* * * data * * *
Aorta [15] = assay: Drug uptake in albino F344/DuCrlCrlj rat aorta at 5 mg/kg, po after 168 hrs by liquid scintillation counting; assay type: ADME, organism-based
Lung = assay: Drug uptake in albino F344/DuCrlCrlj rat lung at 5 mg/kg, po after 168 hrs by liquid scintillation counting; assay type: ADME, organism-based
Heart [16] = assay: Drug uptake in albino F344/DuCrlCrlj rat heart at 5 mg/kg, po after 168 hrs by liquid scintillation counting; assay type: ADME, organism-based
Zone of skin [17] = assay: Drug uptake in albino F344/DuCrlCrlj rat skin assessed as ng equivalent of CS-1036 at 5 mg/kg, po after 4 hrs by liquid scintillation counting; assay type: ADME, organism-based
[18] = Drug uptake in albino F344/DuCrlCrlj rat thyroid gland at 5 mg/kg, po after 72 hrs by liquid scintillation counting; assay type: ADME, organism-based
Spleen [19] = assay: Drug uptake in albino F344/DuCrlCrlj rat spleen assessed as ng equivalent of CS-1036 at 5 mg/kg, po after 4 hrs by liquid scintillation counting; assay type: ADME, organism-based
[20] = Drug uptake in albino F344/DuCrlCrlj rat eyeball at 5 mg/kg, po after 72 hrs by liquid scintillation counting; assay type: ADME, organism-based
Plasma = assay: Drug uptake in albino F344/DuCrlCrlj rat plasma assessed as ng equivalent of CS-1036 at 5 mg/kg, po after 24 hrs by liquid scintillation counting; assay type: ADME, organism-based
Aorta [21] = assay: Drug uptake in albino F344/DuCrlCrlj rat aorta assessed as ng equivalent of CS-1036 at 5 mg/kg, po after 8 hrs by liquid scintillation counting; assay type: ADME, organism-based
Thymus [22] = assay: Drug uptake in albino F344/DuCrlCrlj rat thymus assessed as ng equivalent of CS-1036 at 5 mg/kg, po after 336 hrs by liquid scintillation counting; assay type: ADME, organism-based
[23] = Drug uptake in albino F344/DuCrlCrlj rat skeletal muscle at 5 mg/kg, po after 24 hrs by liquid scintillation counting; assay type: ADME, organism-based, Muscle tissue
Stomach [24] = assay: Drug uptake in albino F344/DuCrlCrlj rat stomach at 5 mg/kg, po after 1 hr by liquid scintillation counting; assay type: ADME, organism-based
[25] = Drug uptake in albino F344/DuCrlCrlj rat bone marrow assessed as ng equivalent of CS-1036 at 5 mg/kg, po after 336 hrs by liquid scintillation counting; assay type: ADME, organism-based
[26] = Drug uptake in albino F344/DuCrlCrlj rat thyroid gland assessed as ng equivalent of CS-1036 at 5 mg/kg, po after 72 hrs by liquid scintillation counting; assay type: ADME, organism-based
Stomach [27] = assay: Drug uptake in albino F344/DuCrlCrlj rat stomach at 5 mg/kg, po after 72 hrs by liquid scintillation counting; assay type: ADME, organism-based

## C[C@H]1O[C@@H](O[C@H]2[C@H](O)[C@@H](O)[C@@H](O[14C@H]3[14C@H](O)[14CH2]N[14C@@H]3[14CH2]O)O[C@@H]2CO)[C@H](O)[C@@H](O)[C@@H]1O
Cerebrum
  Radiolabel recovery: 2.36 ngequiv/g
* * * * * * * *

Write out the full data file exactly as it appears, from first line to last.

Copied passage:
Aorta [15] = assay: Drug uptake in albino F344/DuCrlCrlj rat aorta at 5 mg/kg, po after 168 hrs by liquid scintillation counting; assay type: ADME, organism-based
Lung = assay: Drug uptake in albino F344/DuCrlCrlj rat lung at 5 mg/kg, po after 168 hrs by liquid scintillation counting; assay type: ADME, organism-based
Heart [16] = assay: Drug uptake in albino F344/DuCrlCrlj rat heart at 5 mg/kg, po after 168 hrs by liquid scintillation counting; assay type: ADME, organism-based
Zone of skin [17] = assay: Drug uptake in albino F344/DuCrlCrlj rat skin assessed as ng equivalent of CS-1036 at 5 mg/kg, po after 4 hrs by liquid scintillation counting; assay type: ADME, organism-based
[18] = Drug uptake in albino F344/DuCrlCrlj rat thyroid gland at 5 mg/kg, po after 72 hrs by liquid scintillation counting; assay type: ADME, organism-based
Spleen [19] = assay: Drug uptake in albino F344/DuCrlCrlj rat spleen assessed as ng equivalent of CS-1036 at 5 mg/kg, po after 4 hrs by liquid scintillation counting; assay type: ADME, organism-based
[20] = Drug uptake in albino F344/DuCrlCrlj rat eyeball at 5 mg/kg, po after 72 hrs by liquid scintillation counting; assay type: ADME, organism-based
Plasma = assay: Drug uptake in albino F344/DuCrlCrlj rat plasma assessed as ng equivalent of CS-1036 at 5 mg/kg, po after 24 hrs by liquid scintillation counting; assay type: ADME, organism-based
Aorta [21] = assay: Drug uptake in albino F344/DuCrlCrlj rat aorta assessed as ng equivalent of CS-1036 at 5 mg/kg, po after 8 hrs by liquid scintillation counting; assay type: ADME, organism-based
Thymus [22] = assay: Drug uptake in albino F344/DuCrlCrlj rat thymus assessed as ng equivalent of CS-1036 at 5 mg/kg, po after 336 hrs by liquid scintillation counting; assay type: ADME, organism-based
[23] = Drug uptake in albino F344/DuCrlCrlj rat skeletal muscle at 5 mg/kg, po after 24 hrs by liquid scintillation counting; assay type: ADME, organism-based, Muscle tissue
Stomach [24] = assay: Drug uptake in albino F344/DuCrlCrlj rat stomach at 5 mg/kg, po after 1 hr by liquid scintillation counting; assay type: ADME, organism-based
[25] = Drug uptake in albino F344/DuCrlCrlj rat bone marrow assessed as ng equivalent of CS-1036 at 5 mg/kg, po after 336 hrs by liquid scintillation counting; assay type: ADME, organism-based
[26] = Drug uptake in albino F344/DuCrlCrlj rat thyroid gland assessed as ng equivalent of CS-1036 at 5 mg/kg, po after 72 hrs by liquid scintillation counting; assay type: ADME, organism-based
Stomach [27] = assay: Drug uptake in albino F344/DuCrlCrlj rat stomach at 5 mg/kg, po after 72 hrs by liquid scintillation counting; assay type: ADME, organism-based

## C[C@H]1O[C@@H](O[C@H]2[C@H](O)[C@@H](O)[C@@H](O[14C@H]3[14C@H](O)[14CH2]N[14C@@H]3[14CH2]O)O[C@@H]2CO)[C@H](O)[C@@H](O)[C@@H]1O
Cerebrum
  Radiolabel recovery: 2.36 ngequiv/g